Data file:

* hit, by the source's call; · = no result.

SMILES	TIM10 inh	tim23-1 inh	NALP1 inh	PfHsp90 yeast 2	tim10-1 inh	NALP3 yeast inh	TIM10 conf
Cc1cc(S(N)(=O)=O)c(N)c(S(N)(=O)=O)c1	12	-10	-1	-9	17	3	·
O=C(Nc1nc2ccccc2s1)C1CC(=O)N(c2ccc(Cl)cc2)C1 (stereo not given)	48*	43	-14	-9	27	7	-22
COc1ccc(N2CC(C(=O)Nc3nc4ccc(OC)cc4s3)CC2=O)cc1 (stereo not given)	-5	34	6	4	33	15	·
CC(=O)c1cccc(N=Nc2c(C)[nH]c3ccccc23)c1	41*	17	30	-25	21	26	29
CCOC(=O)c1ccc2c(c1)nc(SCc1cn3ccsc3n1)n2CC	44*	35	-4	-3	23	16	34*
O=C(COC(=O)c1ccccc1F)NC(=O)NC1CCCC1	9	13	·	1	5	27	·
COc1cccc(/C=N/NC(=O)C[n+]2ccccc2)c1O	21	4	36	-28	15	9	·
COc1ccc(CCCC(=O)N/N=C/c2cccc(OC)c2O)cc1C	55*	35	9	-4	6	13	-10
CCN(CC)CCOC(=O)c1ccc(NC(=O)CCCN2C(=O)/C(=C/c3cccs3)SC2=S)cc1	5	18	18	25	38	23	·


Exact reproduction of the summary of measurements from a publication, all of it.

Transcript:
* hit, by the source's call; · = no result.

SMILES	TIM10 inh	tim23-1 inh	NALP1 inh	PfHsp90 yeast 2	tim10-1 inh	NALP3 yeast inh	TIM10 conf
Cc1cc(S(N)(=O)=O)c(N)c(S(N)(=O)=O)c1	12	-10	-1	-9	17	3	·
O=C(Nc1nc2ccccc2s1)C1CC(=O)N(c2ccc(Cl)cc2)C1 (stereo not given)	48*	43	-14	-9	27	7	-22
COc1ccc(N2CC(C(=O)Nc3nc4ccc(OC)cc4s3)CC2=O)cc1 (stereo not given)	-5	34	6	4	33	15	·
CC(=O)c1cccc(N=Nc2c(C)[nH]c3ccccc23)c1	41*	17	30	-25	21	26	29
CCOC(=O)c1ccc2c(c1)nc(SCc1cn3ccsc3n1)n2CC	44*	35	-4	-3	23	16	34*
O=C(COC(=O)c1ccccc1F)NC(=O)NC1CCCC1	9	13	·	1	5	27	·
COc1cccc(/C=N/NC(=O)C[n+]2ccccc2)c1O	21	4	36	-28	15	9	·
COc1ccc(CCCC(=O)N/N=C/c2cccc(OC)c2O)cc1C	55*	35	9	-4	6	13	-10
CCN(CC)CCOC(=O)c1ccc(NC(=O)CCCN2C(=O)/C(=C/c3cccs3)SC2=S)cc1	5	18	18	25	38	23	·